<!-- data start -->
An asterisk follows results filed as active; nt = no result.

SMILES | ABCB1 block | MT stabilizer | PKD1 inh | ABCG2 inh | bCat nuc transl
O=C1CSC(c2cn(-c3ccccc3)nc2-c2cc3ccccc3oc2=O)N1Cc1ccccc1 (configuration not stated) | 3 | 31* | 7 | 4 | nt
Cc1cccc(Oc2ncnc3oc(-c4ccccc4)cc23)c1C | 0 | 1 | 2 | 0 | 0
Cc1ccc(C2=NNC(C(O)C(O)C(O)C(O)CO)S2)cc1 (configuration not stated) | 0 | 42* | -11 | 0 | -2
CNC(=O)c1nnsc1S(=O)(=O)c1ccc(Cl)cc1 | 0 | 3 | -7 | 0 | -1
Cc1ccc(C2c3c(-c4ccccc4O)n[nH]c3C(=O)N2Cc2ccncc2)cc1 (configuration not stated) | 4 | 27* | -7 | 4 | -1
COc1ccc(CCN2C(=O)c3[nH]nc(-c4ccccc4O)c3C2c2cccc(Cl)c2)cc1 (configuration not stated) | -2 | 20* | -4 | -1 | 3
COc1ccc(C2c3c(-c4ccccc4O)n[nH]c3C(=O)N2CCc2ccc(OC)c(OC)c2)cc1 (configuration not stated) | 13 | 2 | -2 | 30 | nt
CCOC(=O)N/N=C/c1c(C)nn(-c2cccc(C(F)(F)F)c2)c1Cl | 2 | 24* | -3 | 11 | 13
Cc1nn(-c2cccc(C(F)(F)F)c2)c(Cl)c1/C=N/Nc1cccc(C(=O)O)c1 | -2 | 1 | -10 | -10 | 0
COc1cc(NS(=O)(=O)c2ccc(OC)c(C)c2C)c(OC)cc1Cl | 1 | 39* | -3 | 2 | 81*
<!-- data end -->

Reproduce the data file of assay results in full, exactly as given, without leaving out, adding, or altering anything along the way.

An asterisk follows results filed as active; nt = no result.

SMILES | ABCB1 block | MT stabilizer | PKD1 inh | ABCG2 inh | bCat nuc transl
O=C1CSC(c2cn(-c3ccccc3)nc2-c2cc3ccccc3oc2=O)N1Cc1ccccc1 (configuration not stated) | 3 | 31* | 7 | 4 | nt
Cc1cccc(Oc2ncnc3oc(-c4ccccc4)cc23)c1C | 0 | 1 | 2 | 0 | 0
Cc1ccc(C2=NNC(C(O)C(O)C(O)C(O)CO)S2)cc1 (configuration not stated) | 0 | 42* | -11 | 0 | -2
CNC(=O)c1nnsc1S(=O)(=O)c1ccc(Cl)cc1 | 0 | 3 | -7 | 0 | -1
Cc1ccc(C2c3c(-c4ccccc4O)n[nH]c3C(=O)N2Cc2ccncc2)cc1 (configuration not stated) | 4 | 27* | -7 | 4 | -1
COc1ccc(CCN2C(=O)c3[nH]nc(-c4ccccc4O)c3C2c2cccc(Cl)c2)cc1 (configuration not stated) | -2 | 20* | -4 | -1 | 3
COc1ccc(C2c3c(-c4ccccc4O)n[nH]c3C(=O)N2CCc2ccc(OC)c(OC)c2)cc1 (configuration not stated) | 13 | 2 | -2 | 30 | nt
CCOC(=O)N/N=C/c1c(C)nn(-c2cccc(C(F)(F)F)c2)c1Cl | 2 | 24* | -3 | 11 | 13
Cc1nn(-c2cccc(C(F)(F)F)c2)c(Cl)c1/C=N/Nc1cccc(C(=O)O)c1 | -2 | 1 | -10 | -10 | 0
COc1cc(NS(=O)(=O)c2ccc(OC)c(C)c2C)c(OC)cc1Cl | 1 | 39* | -3 | 2 | 81*